The River of Plastic: Not a Faraway Story, Coming Soon to a Water Body Near You

If dumping of untreated garbage continues at the present rate, India will by 2050 need 88 square kilometres of land -- an area almost as big as New Delhi -- for landfills, according to a 2017 study by Assocham and PricewaterhouseCoopers.

Lucknow

As the riverside cafe owner watched stunned, a small river that supplies drinking water to the two biggest cities of Himachal Pradesh -- the capital, Shimla, and Solan -- raged down the hill. But this year, it had something else flowing in it.

Hundreds of kilograms of plastic. Bags. Bottles. Garbage. The river -- known for its pure water -- had become an almost solid mass of garbage.

Two weeks later, 1,700 kilometres to the southwest at Mumbai's iconic Marine Drive, residents woke up on July 14 to witness an unprecedented sight: the Arabian Sea high tide had spat out 12 tonnes of garbage onto the Queen's Necklace, the posh south Mumbai promenade where some of India's richest live and work.

The two videos -- that travelled through thousands of phones across the world -- are an urgent reminder of the crisis of plastic pollution in waters around the world. Videos of the seabed plastered with thousands of kilogrammes of plastic waste and choking and dying whales, dolphins, turtles and other sea animals have become commonplace.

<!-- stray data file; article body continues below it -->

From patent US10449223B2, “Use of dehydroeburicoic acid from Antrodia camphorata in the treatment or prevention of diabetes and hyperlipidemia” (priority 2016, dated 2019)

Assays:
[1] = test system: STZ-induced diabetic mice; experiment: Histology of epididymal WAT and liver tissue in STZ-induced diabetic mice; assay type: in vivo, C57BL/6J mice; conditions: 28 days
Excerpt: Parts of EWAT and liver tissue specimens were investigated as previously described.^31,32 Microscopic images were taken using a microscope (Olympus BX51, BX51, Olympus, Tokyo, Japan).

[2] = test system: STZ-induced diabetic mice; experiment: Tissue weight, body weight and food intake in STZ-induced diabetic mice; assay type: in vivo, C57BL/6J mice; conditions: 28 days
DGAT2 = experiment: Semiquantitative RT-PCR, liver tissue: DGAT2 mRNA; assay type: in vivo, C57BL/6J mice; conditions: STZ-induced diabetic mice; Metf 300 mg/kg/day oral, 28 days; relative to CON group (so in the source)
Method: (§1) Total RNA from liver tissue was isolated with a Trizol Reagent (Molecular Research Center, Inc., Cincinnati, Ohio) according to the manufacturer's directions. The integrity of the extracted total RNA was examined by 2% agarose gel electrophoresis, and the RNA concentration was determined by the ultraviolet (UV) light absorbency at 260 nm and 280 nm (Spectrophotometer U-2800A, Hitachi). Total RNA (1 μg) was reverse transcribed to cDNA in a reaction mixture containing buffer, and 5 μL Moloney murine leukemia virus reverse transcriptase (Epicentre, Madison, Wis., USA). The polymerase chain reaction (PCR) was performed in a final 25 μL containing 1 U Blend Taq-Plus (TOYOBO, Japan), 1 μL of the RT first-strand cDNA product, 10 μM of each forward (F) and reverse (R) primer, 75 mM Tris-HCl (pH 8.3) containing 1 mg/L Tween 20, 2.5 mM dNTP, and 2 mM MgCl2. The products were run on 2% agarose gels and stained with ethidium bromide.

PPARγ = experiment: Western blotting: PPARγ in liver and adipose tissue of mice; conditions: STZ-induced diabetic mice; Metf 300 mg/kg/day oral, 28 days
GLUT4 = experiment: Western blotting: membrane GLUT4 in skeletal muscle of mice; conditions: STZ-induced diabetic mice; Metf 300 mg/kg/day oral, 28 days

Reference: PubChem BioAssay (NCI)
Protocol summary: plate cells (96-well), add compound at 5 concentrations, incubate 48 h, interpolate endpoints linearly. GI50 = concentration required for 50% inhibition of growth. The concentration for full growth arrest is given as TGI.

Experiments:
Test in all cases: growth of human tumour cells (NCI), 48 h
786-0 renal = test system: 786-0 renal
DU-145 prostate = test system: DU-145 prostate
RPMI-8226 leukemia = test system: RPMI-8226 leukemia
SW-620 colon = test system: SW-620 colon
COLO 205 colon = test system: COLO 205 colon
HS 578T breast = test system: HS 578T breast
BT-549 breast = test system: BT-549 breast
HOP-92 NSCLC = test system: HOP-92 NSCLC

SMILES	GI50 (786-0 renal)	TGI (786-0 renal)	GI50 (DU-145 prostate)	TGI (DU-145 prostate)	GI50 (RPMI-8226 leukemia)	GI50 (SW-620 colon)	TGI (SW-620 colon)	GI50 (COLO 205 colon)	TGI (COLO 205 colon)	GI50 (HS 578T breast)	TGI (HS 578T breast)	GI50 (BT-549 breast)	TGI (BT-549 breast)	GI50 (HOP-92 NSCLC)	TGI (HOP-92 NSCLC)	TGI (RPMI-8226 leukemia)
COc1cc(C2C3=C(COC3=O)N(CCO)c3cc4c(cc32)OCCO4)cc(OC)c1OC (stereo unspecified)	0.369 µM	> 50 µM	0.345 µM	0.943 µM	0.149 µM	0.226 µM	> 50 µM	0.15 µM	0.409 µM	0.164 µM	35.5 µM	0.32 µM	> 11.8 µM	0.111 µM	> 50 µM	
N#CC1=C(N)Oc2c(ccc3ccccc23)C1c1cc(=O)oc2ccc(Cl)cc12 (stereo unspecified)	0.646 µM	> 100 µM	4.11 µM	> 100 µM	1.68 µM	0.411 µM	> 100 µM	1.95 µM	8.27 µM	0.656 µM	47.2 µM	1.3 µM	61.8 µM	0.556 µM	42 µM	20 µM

But the crisis is no longer far away -- it is a reality for millions of Indian citizens.

If dumping of untreated garbage continues at the present rate, India will by 2050 need 88 square kilometres of land -- an area almost as big as New Delhi -- for landfills, according to a 2017 study by Assocham and PricewaterhouseCoopers.

For Mumbai resident Alka Sharma, a bureaucrat who recently moved there from New Delhi, the sight of the garbage-splattered Marine Drive came as a shocker.

"I have recently moved to Mumbai and for me, Marine Drive is a haven. Sitting in the office all day, I look forward to going there for a walk every evening. But that day, I was driving past in the early morning and was totally shocked," she told Gaon Connection by telephone.

"For a while, I could just not figure out what had happened. There was garbage till the middle of the road."



In Himachal Pradesh, Sharma's Xanadu Cafe is about four kilometres from the Salogra garbage dump. Like almost all the garbage dumps in Himachal Pradesh and most Indian urban hubs, even this one is overflowing.

The Ashwani Khad rivulet is also one of the sources of drinking water for Shimla and Solan. In 2016, a jaundice epidemic in Shimla and Sanjauli was traced back to contamination of this same rivulet from untreated sewage leaking from a sewage treatment plant. At least 10 people were reported dead.

"It was not even raining when this flood of garbage came upon us," said Abhay Sharma, a resident of Meri Village in Solan district, who on July 2 shot the video of the Ashwani Khad, a rivulet in Solan district of Himachal Pradesh.

"This garbage kept coming down the river for more than two and a half hours," Sharma told Gaon Connection by telephone from his Xanadu Cafe in Meri Village in the Solan district. "This is not the first time that I saw this kind of a flood of garbage. The first time it happened was in June. At that time I was totally unprepared. But when it happened again, I had my camera ready."

India's garbage problem is spiralling out of control. The country produces more than 62 million tonnes of garbage produced every year; of this 5.6 million tonnes of plastic waste is produced annually.

In all, India produces 43 million tonnes of solid waste every year. Of this only 22 per cent is treated, the rest 31 million tonnes is dumped.